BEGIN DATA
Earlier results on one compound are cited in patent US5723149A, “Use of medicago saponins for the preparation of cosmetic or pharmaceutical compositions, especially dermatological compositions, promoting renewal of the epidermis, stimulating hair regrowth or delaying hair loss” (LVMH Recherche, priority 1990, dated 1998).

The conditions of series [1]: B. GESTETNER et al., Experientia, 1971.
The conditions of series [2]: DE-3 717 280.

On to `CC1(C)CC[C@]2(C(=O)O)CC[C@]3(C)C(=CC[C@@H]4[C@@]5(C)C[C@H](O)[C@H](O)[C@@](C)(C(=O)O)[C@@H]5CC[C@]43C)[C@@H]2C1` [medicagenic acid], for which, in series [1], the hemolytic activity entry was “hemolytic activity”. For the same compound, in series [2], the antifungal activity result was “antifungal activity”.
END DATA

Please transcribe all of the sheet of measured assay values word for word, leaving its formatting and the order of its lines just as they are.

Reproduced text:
Earlier results on one compound are cited in patent US5723149A, “Use of medicago saponins for the preparation of cosmetic or pharmaceutical compositions, especially dermatological compositions, promoting renewal of the epidermis, stimulating hair regrowth or delaying hair loss” (LVMH Recherche, priority 1990, dated 1998).

The conditions of series [1]: B. GESTETNER et al., Experientia, 1971.
The conditions of series [2]: DE-3 717 280.

On to `CC1(C)CC[C@]2(C(=O)O)CC[C@]3(C)C(=CC[C@@H]4[C@@]5(C)C[C@H](O)[C@H](O)[C@@](C)(C(=O)O)[C@@H]5CC[C@]43C)[C@@H]2C1` [medicagenic acid], for which, in series [1], the hemolytic activity entry was “hemolytic activity”. For the same compound, in series [2], the antifungal activity result was “antifungal activity”.